GuyD
Posts: 32
Joined: Wed Jun 06, 2018 6:06 am

Re: Regen and creep operation?!

Thu Dec 12, 2019 9:56 am

CanisLupus wrote:
Thu Dec 12, 2019 7:57 am
Just a thought , could there be an issue with the pedal position sensing mechanism and/or electronics ?
Hi, That's exactly what I'm thinking...…

Today the creep came and went (all this is on smooth roads at low speeds and in a straight line!) It is very slight and not an issue as such but it is occasionally disconcerting to have the car not slow on lift-off or creep slowly towards the car in front (on the level!) - especially when I am expecting it to be sitting stationary...…..

Funnily Tesla introduced "Creep' for the Model S to accommodate USA drivers who were used to automatics - sad but true. And our absolute favourite EV feature is regen so going back to having to brake (like a primitive ICE car) in traffic is a bummer. Indeed I'd like far stronger regen - I read that the 64Ahr i3's had stronger regen and new-to-EV drivers found it made driving jerky so they moved a bit of the regen across to the brake pedal in the 94Ahr model. Can anyone confirm if this is true - certainly the demo 64Ahr i3 we test drove seemed to have more regen.....

GuyD
Posts: 32
Joined: Wed Jun 06, 2018 6:06 am

Re: Regen and creep operation?!

Thu Dec 12, 2019 9:58 am

CanisLupus wrote:
Thu Dec 12, 2019 7:57 am
Just a thought , could there be an issue with the pedal position sensing mechanism and/or electronics ?
Hi, That's exactly what I'm thinking...…

Today the creep came and went (all this is on smooth roads at low speeds and in a straight line!) It is very slight and not an issue as such but it is occasionally disconcerting to have the car not slow on lift-off or creep slowly towards the car in front (on the level!) - especially when I am expecting it to be sitting stationary...…..

Funnily Tesla introduced "Creep' for the Model S to accommodate USA drivers who were used to automatics - sad but true. And our absolute favourite EV feature is regen so going back to having to brake (like a primitive ICE car) in traffic is a bummer. Indeed I'd like far stronger regen - I read that the 64Ahr i3's had stronger regen and new-to-EV drivers found it made driving jerky so they moved a bit of the regen across to the brake pedal in the 94Ahr model. Can anyone confirm if this is true - certainly the demo 64Ahr i3 we test drove seemed to have more regen.....

GuyD
Posts: 32
Joined: Wed Jun 06, 2018 6:06 am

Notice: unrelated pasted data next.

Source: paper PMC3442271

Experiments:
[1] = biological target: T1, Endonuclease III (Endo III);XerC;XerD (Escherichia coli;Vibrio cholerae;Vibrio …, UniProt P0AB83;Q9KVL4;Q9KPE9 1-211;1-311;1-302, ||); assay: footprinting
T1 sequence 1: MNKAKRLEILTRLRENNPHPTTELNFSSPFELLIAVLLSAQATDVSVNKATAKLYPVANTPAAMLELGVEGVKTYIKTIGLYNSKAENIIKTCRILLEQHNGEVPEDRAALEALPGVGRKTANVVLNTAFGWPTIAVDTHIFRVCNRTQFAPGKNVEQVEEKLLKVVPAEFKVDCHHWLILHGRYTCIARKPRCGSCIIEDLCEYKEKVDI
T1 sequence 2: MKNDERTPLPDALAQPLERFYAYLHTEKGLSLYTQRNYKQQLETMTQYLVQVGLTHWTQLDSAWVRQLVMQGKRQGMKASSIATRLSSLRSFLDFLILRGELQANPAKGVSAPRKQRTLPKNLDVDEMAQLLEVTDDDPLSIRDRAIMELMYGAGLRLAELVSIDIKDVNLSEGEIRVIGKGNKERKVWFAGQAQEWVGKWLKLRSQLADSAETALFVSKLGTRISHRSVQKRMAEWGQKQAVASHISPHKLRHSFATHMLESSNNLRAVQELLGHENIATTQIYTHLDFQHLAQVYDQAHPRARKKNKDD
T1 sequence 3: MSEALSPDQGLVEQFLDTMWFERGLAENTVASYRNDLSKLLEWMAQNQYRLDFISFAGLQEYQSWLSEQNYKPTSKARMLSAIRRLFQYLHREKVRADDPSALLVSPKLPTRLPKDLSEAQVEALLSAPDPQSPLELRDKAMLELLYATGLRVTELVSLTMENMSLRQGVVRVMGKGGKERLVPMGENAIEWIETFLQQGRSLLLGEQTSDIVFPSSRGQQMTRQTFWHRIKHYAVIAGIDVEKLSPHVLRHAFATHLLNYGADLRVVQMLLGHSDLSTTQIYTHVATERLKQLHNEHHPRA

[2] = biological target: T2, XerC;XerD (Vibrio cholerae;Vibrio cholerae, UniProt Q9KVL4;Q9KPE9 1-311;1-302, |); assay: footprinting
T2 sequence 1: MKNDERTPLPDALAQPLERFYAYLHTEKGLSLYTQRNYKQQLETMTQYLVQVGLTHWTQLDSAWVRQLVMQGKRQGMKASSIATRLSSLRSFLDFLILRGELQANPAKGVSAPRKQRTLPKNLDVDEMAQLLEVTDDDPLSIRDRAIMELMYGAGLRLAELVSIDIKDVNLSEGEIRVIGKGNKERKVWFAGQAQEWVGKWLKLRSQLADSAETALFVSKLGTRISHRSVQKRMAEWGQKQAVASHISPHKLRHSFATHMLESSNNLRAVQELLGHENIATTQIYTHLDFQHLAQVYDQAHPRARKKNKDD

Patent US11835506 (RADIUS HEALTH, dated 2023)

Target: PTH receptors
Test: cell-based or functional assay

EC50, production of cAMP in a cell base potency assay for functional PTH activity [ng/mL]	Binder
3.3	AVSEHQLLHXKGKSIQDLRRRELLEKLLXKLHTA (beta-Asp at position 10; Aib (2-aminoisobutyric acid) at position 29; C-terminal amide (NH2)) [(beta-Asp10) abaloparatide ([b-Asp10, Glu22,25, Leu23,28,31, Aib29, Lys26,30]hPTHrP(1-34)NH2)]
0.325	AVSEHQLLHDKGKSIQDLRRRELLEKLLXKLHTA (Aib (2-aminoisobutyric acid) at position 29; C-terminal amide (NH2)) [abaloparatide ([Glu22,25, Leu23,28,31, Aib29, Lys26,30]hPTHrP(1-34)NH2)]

Re: Regen and creep operation?!

Thu Dec 12, 2019 9:59 am

Sorry about the double posting - dunno how that happened!

CanisLupus
Posts: 121
Joined: Thu Sep 15, 2016 10:48 pm

Re: Regen and creep operation?!

Fri Dec 13, 2019 9:45 am

Remember that the 'Hill Hold' function will keep the i3 from rolling backwards when stopped on an uphill (unless the hill is too steep) but when stopped on a down hill of any grade the i3 will indeed creep forward unless the brake is engaged to the friction level .

jadnashuanh
Posts: 5196
Joined: Thu May 22, 2014 2:07 pm
Location: Nashua, NH USA

Re: Regen and creep operation?!

Fri Dec 13, 2019 5:26 pm

The hold function prevents the car from moving in the opposite direction of the 'gear' selector, so also works in reverse.

In some places in the world, it's considered bad (and rude) practice, to sit at a stop or light with your brake applied. They use their parking brake. If you haven't tried it, on the i3, as long as you've got your seat belt on, the car WILL automatically release the parking brake when you touch the go pedal. If you're one of those that don't wear your belt, you'd have to manually turn the brake off which also requires you to first push on the brake pedal.

I find that very convenient. WHat I miss that's on my other BMW, is a setting called automatic hold. That automatically applies the parking brake once you are fully stopped, and releases it when you hit the gas pedal. No worry about creeping as long as you don't accidentally hit the gas pedal. I'd like it even better if I didn't have to turn it on each time, as it defaults to off.
Jim DeBruycker
2014 i3 BEV, 2021 X5 45e
(The i3 will be sold soon, <17K-miles, interested?)

3pete
Posts: 121
Joined: Tue Mar 19, 2019 9:03 pm

Re: Regen and creep operation?!

Sat Dec 14, 2019 10:44 pm

jadnashuanh wrote:
Fri Dec 13, 2019 5:26 pm
In some places in the world, it's considered bad (and rude) practice, to sit at a stop or light with your brake applied. They use their parking brake.
I'm curious about this:
Where are these places?
Why do people care what method you use to be "stopped at a red light"? / Why is the brake "rude"?
Why is the parking brake preferred (do these places have a large star-gazing community and dislike the excess light pollution from brake lights of cars stopped at an intersection)?
What if you get rear ended?

#so_many_questions

eNate
Posts: 663
Joined: Mon Sep 09, 2019 5:33 pm

Re: Regen and creep operation?!

Sat Dec 14, 2019 11:10 pm

3pete wrote:
Sat Dec 14, 2019 10:44 pm